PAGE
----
“I had met, what… half a dozen people over the past few hours? Probed on some issues, they had proved cagey — understandably so — but they had also given every indication of engagement, intelligence, sanity. Yet the building in which we were stood, the building on which some of them had spent seven years of their lives working, was one of the most staggeringly misconceived projects that I have ever experienced.


One might laugh, if the debacle wasn’t such an evident human tragedy. The building has been built in one of the poorest boroughs in the country, sapping funds from a town with no cinema or swimming pool. A wider package of regeneration is set to follow, but The Public has provided it with the wobbliest foundation imaginable. The building has cost £54 million, of which over £30 million has been contributed by Arts Council England, an organisation that recently terminated the funding of almost 200 arts organisations around the country; it has also committed to spending £500,000 a year running the place until 2011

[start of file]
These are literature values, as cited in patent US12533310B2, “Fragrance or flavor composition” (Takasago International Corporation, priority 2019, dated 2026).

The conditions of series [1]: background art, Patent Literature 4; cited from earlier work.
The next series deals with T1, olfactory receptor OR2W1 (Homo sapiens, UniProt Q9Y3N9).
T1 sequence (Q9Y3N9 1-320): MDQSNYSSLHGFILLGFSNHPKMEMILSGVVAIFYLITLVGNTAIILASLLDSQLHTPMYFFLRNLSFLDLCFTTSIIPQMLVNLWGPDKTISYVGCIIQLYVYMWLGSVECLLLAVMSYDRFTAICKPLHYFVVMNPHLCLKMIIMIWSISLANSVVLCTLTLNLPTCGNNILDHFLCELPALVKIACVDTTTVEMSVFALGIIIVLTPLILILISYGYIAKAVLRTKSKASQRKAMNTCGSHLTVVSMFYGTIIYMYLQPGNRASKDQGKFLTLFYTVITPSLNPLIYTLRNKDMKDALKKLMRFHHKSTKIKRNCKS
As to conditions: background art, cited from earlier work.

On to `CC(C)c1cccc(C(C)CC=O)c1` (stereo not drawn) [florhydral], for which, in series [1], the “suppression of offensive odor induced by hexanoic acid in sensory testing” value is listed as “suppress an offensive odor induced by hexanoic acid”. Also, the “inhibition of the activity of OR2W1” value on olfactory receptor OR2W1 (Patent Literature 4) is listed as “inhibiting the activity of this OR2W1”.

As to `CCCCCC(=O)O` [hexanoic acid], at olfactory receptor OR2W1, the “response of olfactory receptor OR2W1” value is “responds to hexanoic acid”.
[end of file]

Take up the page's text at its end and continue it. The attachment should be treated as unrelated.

Adding:


“In fairness, I should note that a fair part of the exhibition was — bizarrely — not yet up and running in time for the press view. But for the place to succeed, it will need to offer the visitor different experiences from those that they can have online. Almost everything I saw could have sat just has happily on a website.


A website also has the distinct advantage that it can be regularly updated. Of the works on show in The Public, the majority will be renewed only every three years. Quite how such a strategy will serve to lure visitors back for repeat visits is a mystery.


But don’t let me put you off. You’ve paid for this calamity, so you’d do well to get at least a fraction of your money’s worth. My only advice would be, if you are going, to go soon. It really needs the business and it won’t be there forever".